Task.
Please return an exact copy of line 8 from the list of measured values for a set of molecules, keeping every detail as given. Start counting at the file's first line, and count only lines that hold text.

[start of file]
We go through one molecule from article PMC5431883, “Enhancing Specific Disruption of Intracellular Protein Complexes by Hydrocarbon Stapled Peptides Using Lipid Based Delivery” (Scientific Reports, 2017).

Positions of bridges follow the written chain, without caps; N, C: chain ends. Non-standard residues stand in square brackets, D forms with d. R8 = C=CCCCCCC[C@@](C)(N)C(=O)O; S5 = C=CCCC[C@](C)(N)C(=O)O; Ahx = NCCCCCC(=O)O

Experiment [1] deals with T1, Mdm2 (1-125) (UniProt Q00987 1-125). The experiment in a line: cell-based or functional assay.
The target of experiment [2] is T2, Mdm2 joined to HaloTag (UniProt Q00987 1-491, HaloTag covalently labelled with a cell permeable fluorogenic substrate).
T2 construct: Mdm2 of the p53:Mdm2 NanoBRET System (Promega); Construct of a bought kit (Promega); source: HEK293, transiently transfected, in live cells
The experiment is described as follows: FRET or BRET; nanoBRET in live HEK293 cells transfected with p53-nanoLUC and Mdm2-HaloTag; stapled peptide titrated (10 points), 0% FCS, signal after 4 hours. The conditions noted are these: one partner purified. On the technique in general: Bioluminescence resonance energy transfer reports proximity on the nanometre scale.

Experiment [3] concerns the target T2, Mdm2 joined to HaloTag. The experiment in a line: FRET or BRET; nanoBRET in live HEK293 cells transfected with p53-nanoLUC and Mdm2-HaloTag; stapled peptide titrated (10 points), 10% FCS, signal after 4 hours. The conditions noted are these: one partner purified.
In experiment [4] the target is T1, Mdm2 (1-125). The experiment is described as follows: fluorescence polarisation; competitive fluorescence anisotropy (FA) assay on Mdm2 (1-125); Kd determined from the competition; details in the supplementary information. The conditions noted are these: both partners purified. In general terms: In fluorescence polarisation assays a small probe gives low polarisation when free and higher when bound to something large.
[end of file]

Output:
In experiment [4] the target is T1, Mdm2 (1-125). The experiment is described as follows: fluorescence polarisation; competitive fluorescence anisotropy (FA) assay on Mdm2 (1-125); Kd determined from the competition; details in the supplementary information. The conditions noted are these: both partners purified. In general terms: In fluorescence polarisation assays a small probe gives low polarisation when free and higher when bound to something large.